“The timing of how long it takes to get to this sort of endemic state depends on how quickly the disease is spreading and how quickly vaccination is rolled out,” study lead author Jennie Lavine, a postdoctoral fellow at Emory University, told the New York Times.

“So really, the name of the game is getting everyone exposed for the first time to the vaccine as quickly as possible.”

Without major vaccine rollouts, it could take many years of infections and deaths before the coronavirus became just another seasonal illness, the researchers said.

The COVID-19 vaccines are also not 100 per cent effective at preventing infection, so it’s likely the jab will be better at preventing severe disease in the long run.

Even in the event new coronavirus strains reappear during the endemic phase, like the one from the UK that is now spreading in other countries, the researchers say immunity gained from previous strains “is nonetheless strong enough to prevent severe disease”.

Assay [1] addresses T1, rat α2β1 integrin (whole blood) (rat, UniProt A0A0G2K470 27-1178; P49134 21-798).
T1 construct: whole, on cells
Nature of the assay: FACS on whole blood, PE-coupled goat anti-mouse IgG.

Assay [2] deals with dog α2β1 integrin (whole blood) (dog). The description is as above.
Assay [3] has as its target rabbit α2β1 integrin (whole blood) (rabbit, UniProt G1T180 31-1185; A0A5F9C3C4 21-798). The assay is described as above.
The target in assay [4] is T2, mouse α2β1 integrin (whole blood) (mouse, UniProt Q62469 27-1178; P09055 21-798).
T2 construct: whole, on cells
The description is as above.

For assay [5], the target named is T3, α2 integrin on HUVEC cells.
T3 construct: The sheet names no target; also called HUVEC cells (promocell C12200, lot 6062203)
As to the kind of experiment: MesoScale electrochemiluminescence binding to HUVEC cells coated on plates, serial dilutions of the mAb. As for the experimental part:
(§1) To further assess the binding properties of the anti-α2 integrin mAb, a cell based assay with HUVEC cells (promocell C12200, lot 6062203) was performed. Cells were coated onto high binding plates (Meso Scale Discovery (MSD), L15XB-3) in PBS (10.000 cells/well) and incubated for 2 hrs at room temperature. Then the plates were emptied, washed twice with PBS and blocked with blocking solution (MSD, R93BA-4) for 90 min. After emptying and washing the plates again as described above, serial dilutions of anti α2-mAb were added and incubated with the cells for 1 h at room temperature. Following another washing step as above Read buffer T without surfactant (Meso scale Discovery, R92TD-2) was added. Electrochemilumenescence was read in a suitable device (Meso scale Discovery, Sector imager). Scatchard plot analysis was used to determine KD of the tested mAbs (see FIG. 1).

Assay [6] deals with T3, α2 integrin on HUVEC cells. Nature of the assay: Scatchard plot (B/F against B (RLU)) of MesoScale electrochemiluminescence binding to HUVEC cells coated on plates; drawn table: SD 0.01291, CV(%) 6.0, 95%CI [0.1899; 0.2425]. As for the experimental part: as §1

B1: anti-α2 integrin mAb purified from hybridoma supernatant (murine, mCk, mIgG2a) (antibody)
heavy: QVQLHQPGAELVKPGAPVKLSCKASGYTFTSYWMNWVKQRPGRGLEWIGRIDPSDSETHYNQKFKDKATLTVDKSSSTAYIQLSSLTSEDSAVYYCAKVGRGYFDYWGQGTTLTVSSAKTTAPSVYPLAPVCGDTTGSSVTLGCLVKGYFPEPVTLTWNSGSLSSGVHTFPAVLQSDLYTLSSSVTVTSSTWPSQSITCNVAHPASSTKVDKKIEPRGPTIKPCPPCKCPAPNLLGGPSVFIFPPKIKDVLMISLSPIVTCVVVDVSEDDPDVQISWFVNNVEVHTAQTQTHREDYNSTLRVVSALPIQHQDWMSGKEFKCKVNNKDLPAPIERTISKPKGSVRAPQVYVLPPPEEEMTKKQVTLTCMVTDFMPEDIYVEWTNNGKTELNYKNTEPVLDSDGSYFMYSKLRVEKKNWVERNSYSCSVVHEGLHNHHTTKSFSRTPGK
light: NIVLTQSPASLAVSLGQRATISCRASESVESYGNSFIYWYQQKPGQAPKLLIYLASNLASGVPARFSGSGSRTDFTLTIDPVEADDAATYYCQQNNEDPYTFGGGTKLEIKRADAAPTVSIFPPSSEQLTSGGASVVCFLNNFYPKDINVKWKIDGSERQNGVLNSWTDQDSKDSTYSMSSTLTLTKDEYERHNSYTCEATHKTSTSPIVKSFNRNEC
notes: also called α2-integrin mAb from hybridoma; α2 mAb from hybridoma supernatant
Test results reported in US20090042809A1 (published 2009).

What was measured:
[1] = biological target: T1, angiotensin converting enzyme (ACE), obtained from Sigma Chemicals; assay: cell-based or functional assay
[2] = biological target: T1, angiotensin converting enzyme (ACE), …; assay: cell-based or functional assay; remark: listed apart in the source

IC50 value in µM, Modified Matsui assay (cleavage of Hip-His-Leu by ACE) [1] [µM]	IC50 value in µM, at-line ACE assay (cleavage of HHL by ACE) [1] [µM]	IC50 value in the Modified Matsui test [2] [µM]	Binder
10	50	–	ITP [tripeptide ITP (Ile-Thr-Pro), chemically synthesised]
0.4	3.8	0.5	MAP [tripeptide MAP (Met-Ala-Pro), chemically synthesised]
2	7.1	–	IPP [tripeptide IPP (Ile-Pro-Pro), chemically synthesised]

Race to stop new COVID strains

Australian authorities are racing to find ways to stop new strains of the coronavirus from spreading among our population before it’s too late.

And the emerging threat is dividing state and territory leaders.

It comes after six people tested positive for the highly contagious UK strain at Brisbane’s Grand Chancellor quarantine hotel, which has now been shut down.

The infections included a UK traveller and his partner, a hotel cleaner and her partner, and a man and his daughter from Lebanon.
There are 18 people isolating in Victoria after staying at the hotel, 14 in Tasmania, 10 in New South Wales and six in Western Australia.

Although there is no evidence to suggest the variant is more deadly than others, scientists believe it could be up to 70 per cent more transmissible.

Given the chance, this new strain could rapidly spread among the community and ruin our winning streak against the pandemic.

Australia recorded no local transmission of coronavirus on Thursday.

To manage the threat of the UK strain, Queensland Premier Annastacia Palaszczuk has proposed a national network of outback quarantine camps to protect Australians.